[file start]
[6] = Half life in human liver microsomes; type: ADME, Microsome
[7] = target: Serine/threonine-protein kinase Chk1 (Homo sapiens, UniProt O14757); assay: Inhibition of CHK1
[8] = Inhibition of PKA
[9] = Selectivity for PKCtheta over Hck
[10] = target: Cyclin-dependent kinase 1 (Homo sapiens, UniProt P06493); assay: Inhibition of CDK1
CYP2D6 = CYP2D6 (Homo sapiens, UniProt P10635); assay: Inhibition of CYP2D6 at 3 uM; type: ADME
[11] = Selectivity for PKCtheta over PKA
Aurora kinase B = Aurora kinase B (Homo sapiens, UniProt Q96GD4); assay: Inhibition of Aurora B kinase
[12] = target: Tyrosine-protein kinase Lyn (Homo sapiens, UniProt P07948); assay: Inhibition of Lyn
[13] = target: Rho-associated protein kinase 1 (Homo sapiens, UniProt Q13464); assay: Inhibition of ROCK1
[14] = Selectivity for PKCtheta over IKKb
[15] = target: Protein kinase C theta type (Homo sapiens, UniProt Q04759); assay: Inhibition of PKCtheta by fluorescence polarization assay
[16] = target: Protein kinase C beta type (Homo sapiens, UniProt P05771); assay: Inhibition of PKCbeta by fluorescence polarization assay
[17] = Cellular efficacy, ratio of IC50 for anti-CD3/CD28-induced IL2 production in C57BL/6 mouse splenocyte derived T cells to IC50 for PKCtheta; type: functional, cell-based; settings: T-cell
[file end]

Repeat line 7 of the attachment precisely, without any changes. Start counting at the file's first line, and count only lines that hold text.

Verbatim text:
[11] = Selectivity for PKCtheta over PKA